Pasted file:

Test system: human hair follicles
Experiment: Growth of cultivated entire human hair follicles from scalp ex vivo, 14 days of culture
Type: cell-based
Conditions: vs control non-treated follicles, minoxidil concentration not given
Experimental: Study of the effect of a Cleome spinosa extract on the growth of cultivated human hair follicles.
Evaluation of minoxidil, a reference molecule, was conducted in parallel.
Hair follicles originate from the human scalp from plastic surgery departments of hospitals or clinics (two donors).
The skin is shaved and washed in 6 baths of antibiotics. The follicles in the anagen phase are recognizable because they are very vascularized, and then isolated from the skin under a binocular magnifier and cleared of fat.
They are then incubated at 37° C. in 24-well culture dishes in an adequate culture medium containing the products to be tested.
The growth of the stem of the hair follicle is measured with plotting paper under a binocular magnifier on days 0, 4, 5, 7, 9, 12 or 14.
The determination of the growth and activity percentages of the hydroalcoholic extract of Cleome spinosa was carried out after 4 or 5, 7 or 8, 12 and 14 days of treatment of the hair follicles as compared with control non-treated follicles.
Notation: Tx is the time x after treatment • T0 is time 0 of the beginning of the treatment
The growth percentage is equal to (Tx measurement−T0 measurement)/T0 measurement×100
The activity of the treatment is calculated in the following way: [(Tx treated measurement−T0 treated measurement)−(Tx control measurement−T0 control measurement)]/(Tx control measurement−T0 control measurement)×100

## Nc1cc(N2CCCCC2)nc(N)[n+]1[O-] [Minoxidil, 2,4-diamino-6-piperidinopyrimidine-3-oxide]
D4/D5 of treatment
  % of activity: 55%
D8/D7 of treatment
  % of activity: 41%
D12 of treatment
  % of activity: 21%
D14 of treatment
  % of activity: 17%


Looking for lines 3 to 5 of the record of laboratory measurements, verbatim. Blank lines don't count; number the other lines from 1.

Type: cell-based
Conditions: vs control non-treated follicles, minoxidil concentration not given
Experimental: Study of the effect of a Cleome spinosa extract on the growth of cultivated human hair follicles.